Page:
Mårten Sandén, whose book I reviewed on Monday, has written lots of books. He’s not the only Swede to have done so. Take a group of successful children’s writers from maybe ten countries, and you should have a lot of choice. Nordic crime is popular with older readers, so why not for children?

There are one or two ‘crime novels’ from my own childhood which still stand out in my memory. I have no idea how well they’d do today. It could be that the grass seemed greener then. In which case there must be some fresh grass to replace my hazy memories.

Gunnel Linde, Osynliga Klubben och Kungliga Spöket

And if you think children don’t want to read about strange children in strange places, there were millions of us who consumed Nesbit and Blyton despite their foreign-ness, and don’t even get me started on Harry Potter…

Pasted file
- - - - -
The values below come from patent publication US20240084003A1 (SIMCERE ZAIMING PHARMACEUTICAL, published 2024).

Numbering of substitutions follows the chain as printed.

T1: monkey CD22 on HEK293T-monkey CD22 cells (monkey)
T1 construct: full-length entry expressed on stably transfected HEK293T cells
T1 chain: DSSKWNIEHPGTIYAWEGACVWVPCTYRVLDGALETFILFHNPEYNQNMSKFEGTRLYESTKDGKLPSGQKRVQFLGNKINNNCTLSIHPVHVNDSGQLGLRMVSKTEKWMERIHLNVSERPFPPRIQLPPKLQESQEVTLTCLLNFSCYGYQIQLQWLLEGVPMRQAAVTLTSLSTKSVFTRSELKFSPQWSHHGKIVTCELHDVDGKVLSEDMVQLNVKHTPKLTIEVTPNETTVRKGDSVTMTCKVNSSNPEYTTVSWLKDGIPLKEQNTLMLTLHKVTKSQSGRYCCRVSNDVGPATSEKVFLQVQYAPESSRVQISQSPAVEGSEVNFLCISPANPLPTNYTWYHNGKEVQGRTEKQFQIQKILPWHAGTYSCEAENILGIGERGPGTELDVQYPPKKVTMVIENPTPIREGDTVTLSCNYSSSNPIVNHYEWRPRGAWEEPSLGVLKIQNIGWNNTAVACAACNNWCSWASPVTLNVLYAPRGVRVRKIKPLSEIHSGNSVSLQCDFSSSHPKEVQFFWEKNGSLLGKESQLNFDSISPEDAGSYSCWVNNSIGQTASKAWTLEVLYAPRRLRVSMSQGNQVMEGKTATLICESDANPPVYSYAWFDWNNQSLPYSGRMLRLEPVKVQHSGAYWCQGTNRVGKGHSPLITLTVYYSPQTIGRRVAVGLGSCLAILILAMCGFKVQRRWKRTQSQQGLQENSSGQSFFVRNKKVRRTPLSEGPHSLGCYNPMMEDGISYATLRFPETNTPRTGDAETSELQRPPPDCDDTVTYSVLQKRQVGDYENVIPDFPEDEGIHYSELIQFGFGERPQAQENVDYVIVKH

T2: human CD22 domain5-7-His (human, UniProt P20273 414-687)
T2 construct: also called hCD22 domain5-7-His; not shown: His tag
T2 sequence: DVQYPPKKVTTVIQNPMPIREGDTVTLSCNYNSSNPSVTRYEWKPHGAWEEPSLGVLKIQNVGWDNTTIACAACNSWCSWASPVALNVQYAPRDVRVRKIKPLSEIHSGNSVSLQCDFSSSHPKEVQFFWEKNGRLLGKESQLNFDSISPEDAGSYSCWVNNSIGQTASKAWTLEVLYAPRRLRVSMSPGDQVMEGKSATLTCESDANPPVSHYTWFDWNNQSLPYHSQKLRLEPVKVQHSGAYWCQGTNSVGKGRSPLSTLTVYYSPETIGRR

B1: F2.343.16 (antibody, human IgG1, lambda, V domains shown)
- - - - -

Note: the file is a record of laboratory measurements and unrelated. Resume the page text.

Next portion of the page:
Bookwitch bites #97

Let’s start with a stolen photo, shall we? (My thieving is getting worse. Or better, depending on how you look at it.) Here is a photo, which might have been taken by Gill Lewis, winner of the Salford award last week. It was on her Twitter, anyway. And the lady between Jamie Thomson and Josh Lacey is not Gill, but Barbara Mitchelhill, who narrowly avoided that dinner.

Jamie Thomson, Barbara Mitchelhill and Josh Lacey

Another award is Sefton Super Reads. They have announced their shortlist for the summer, and it’s pretty good. The lady above is on it, for instance. And so are some of my other favourites, and some unknowns (to me).

• Ruth Eastham, Messenger Bird
• Fabio Geda, In the Sea There Are Crocodiles
• Caroline Green, Cracks
• Barbara Mitchelhill, Road to London
• J. D. Sharpe, Oliver Twisted